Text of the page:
I'm a brand new CRNA (one week out) and I'm slowly finding that the beginning of my nurse anesthetist career is going just like the beginning of my nursing career. Everything was smooth sailing as a student and now that I'm on my own the sh#% has hit the fan! Ok maybe I'm being a little over dramatic, the majority of my cases have gone well but I had one the other day that really scared me to death.

In GI lab for an ERCP on a 57 yr old man in with obstructive jaundice and no previous medical history. I notice him coughing up some thick secretions prior to starting the case and he reports that he has had a bit of a cold. No matter to the MDA, were continuing the case...

In my facility, the standard anesthetic for our GI procedures is Propofol and a little lido--nothing else. I begin the case and patient does fine for the next 45 minutes right up 'til the end. Suddenly he goes into a coughing fit and in response I give a few cc's (maybe 3-5) of Propofol. This alleviates some of the coughing but then he begins this asynchronous abdominal breathing pattern. His Vt/RR appeared to be adequate from my standpoint so I thought maybe he was just a little light so I gave another 3ml of Propofol. Asynchronous breathing continues and SpO2 begins to drop. I turn up my O2 flow and perform a jaw thrust. Pt continues to make respiratory effort but strange breathing pattern continues and SpO2 decreases further (maybe around 85 by this time).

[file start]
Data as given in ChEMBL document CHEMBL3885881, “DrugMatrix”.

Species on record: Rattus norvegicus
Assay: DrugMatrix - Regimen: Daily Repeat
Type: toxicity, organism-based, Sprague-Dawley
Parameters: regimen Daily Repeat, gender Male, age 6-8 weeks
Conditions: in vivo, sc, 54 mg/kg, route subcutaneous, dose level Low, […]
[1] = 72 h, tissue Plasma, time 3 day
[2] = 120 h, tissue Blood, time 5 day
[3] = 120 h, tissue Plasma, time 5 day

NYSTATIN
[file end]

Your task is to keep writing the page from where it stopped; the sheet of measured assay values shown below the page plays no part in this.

I tell the doc to remove the scope so I can apply O2 via FM and while I'm waiting give some blow-by with the mask hovering over the patient's face while nasal cannula flows continue at 8ml/min now. Doc says he's only a few seconds from finishing and doesn't want to come out. I tell him he needs to pt sats are too low (maybe 75 now). He argues more and finally removes scope after a few more seconds. SpO2 in high 60s now. I flip pt on his back quickly suction him with the yankeuer and perform bag-mask ventilation with oral airway. SpO2 dropped to high 40s or low 50s before they started coming up. Gradually I get him back to mid 90s and he recovers back to baseline.

Just curious what any of you think might have happened or what I could have done differently. I spoke to 2 CRNA friends of mine and my MDA about it and they all had the same response: sh#$ happens! While I know sometimes that's the case I can't help but feel that the situation could have somehow been avoided. It also bothers me that I'm not sure what caused it in the first place? Was the patient too light/deep? Did he have a laryngospasm or bronchospasm? I got a scant amount of secretions with the yankeuer and never heard any wheezing or stridor. Should I have avoided giving the Propofol?

Also I'm curious to know how some of you perform these type of cases yourself. EGDs and ERCPs always make me uneasy. As a student I tended to keep patient's too light and they'd always start coughing so then I started trying to "stay ahead" and continue giving Propofol based on their RR/SpO2/HR more like it's on a gtt than just boluses every few minutes. I'd really appreciate any advice and/or insight that any of you (who have made it through all my rambling) might be able to offer. Thanks!!!